The closest I came to getting a ball was one hit directly over my head. I moved as close as I could to the landing spot, turned around and jumped, but it sailed what must have been a few inches into another guy’s glove.
Soon after this, I decided it was better to go back over to left field and deal with the other ballhawks than to deal with that mess of a section.
There it was emptier, but it started off with the same frustration. NOTHING was coming even close to me. Then it evolved into a different kind of frustration. A Braves hitter hit a ground-rule double. I lined myself up with the ball, and it was coming right towards my glove… until a hand in front of me deflected it over my right shoulder. Words cannot described how frustrated/nervous I was at this point. My goal is to get to 100 consecutive games with at least 1 ball. After that, the plan is I go to whatever games I please, regardless of whether I can make batting practice.
Throughout nearly all of Braves B.P., I was thinking about how much longer it would take me of I got shutout this game. I wasn’t as worried as I was in right field, though. Left field was much less congested, and I could actually run around for a ball that was hit. Here are the views to my right and my left:
I didn’t feel confident, however, in my ability to get a Braves player to throw me a ball. Ironically, this is how my only ball of the day would come.
When I got to left field, I ran into Mark McConville, who had just arrived with, I believe, a few of his co-workers. He obviously didn’t have a ball yet either, so we were both pretty desperate. Actually, on that ball I missed that I mentioned earlier, Mark also almost came up with it, but another fan beat him to the ball.
Anyway, Mark and I had been giving Craig Kimbrel an earful for quite a few minutes. Finally, Kimbrel turned around and lofted a ball right at Mark, but those pesky hands are always up at Yankee Stadium. Even though the ball was very clearly intended for Mark, a hand deflected the ball. The deflection sent the ball right towards my stomach, and almost as if I had Alien Hand Syndrome, I grabbed the ball with my bare hand right before it had a chance to hit the seat in front of me. Here is the ball with Kimbrel and Chad Gaudin in the background:
I then (deservedly) got a few lines (delivered jokingly) along the general lines of: “You’re killin’ me, Mateo.” from Mark. As relieved as I was to not get shutout, I felt really bad for him, since I was in a similar situation just moments earlier.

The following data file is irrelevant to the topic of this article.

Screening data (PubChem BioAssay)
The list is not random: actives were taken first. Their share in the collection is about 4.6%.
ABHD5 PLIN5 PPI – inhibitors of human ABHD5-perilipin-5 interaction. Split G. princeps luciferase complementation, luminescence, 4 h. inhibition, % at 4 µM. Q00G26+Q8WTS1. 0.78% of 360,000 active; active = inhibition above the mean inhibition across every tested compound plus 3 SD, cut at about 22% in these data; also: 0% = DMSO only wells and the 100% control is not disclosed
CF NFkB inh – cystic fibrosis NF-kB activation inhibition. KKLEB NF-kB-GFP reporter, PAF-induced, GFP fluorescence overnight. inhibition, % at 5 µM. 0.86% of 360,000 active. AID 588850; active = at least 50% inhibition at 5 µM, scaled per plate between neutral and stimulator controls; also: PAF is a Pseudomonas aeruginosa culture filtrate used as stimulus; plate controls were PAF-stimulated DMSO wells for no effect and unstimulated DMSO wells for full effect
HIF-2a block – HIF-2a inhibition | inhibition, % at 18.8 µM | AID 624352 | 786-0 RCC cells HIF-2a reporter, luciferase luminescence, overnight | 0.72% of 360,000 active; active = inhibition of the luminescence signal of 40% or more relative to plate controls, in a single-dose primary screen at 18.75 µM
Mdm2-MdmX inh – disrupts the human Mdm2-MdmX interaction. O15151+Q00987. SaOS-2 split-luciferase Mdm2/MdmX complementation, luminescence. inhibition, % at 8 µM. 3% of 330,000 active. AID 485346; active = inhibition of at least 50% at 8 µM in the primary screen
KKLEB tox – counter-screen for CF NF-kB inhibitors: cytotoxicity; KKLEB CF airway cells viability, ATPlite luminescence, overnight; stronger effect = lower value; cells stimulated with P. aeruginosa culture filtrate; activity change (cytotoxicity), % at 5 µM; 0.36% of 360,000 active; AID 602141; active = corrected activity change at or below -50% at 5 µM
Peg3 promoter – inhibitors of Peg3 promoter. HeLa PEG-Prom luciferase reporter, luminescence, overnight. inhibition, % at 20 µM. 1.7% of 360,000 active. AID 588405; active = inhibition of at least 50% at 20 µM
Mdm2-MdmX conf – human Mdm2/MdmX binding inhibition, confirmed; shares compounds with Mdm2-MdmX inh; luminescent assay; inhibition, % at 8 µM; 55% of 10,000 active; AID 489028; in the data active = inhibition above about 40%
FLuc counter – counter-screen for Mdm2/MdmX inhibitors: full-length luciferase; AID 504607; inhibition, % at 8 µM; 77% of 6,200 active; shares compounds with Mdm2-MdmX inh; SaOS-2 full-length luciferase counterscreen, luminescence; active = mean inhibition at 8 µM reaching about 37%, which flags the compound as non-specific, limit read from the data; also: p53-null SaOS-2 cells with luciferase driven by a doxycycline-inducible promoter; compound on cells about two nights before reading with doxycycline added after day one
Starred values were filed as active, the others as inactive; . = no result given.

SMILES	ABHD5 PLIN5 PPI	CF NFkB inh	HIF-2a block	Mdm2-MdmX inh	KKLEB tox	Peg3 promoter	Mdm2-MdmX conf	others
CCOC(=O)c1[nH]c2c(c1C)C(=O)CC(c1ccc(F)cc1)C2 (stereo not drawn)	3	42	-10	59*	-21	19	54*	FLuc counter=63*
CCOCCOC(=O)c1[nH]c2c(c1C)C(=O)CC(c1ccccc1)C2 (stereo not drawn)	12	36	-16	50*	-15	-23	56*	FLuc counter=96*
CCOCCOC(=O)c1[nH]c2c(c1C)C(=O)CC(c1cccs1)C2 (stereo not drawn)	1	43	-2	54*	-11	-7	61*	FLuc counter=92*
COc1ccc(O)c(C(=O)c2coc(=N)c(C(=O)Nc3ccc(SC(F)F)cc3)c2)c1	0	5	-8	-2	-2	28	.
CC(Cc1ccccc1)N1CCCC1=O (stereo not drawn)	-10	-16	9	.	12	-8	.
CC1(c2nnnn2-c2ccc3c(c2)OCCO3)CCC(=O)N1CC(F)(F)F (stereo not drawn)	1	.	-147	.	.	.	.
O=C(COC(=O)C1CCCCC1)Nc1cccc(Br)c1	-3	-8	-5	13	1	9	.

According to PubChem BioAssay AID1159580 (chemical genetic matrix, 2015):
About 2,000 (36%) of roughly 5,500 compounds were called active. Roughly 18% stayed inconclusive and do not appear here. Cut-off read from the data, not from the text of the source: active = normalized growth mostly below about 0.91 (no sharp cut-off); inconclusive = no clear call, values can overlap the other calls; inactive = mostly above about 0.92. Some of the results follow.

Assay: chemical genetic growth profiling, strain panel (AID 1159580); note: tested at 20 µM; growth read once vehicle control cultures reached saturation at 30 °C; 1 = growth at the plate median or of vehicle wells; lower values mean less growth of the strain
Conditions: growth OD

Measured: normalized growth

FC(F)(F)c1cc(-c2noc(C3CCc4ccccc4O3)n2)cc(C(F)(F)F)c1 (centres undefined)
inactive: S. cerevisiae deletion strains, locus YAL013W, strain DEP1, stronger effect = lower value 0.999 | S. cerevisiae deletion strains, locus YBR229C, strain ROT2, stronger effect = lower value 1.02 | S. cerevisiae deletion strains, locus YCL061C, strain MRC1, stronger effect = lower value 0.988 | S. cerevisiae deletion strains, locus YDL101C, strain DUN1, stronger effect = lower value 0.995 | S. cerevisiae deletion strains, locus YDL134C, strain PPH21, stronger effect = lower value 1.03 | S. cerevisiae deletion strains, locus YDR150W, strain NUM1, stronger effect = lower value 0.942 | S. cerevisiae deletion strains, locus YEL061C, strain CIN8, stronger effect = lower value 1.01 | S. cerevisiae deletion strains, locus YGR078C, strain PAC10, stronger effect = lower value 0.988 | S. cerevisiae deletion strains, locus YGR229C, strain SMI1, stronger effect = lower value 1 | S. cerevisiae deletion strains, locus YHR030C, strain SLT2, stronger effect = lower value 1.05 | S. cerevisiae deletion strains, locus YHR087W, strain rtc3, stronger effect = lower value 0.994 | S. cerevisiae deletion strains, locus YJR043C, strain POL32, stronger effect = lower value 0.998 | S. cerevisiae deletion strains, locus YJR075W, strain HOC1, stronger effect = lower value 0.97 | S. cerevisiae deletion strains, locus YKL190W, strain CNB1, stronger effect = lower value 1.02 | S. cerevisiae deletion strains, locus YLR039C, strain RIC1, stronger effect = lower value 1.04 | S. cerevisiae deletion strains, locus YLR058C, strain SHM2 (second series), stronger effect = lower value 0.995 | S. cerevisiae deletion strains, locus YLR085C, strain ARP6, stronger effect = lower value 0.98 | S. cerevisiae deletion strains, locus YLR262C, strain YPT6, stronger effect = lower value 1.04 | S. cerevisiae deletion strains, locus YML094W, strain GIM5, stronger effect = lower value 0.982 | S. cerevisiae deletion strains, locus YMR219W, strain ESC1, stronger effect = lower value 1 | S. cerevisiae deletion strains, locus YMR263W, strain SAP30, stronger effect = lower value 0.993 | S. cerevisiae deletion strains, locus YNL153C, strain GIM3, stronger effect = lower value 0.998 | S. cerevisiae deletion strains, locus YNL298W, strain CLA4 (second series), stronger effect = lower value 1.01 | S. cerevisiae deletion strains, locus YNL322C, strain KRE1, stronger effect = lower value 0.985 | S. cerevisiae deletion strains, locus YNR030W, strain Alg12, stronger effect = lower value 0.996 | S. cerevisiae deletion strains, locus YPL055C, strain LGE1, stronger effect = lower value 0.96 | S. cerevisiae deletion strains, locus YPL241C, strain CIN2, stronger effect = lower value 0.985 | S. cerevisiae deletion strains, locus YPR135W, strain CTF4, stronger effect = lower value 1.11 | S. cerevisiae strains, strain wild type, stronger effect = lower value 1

Then batting practice ended, and I spent a few minutes seeing Zack sign a couple of baseballs:
Then I conceded to the fact I that I had to go to the awards dinner I mentioned earlier.
It was my first game ever leaving right after batting practice, and I must say, I thought it would feel weirder than it did to be leaving as everyone else was entering the stadium:
As for the dinner, I received this even though I have never played an inning of baseball for Fordham Prep:
• 1 Ball at this game
• 46 Balls in 11 Games= 4,18 Balls Per Game
• 20 straight Games with at least 1 Ball
• 1 Ball x 41,219 Fans= 41,219 Competition Factor
• 53 Balls in 15 Games at the New Yankee Stadium= 3.53 Balls Per Game
• 15 straight Games at the New Yankee Stadium with at least 1Ball
• Time at Game 4:26-6:17= 1 Hour 51 Minute
I like to commemorate events with baseball. I was graduating the day after, so what better way to spend the night before than to go to a baseball game, right? Look who I ran into at the gate:
That would be fellow ballhawk, Greg Barasch, on the left and myself on the right. I was pretty surprised he showed up since I offered him an extra ticket I had to the game the night prior and he denied it. Apparently, what had happened was he needed two tickets; one for himself and one for his dad. Oh and the picture was taken by a kid from Canada I met at the gate, who I explained to why Yankee Stadium is about the worst place in baseball to get autographs.
The sky didn’t look “that” bad, as you can see in this next picture:
That said, when I got out of my underground subway station, (which can be seen below and slightly to the right of McDonald’s) I could feel the softest touch of rain ever. It lead me to this train of thought: “I know this won’t be enough to cancel bp, but it is really cloudy, so this might just be the beginning of the rain before it starts pouring, or the grounds crew might have the same thought as me and tarp the field prematurely even though there is no serious rain yet. Whatever it is, can you help me out, rain gods, and take the day off?”
When I ran in through the gates, look who I got my picture taken with: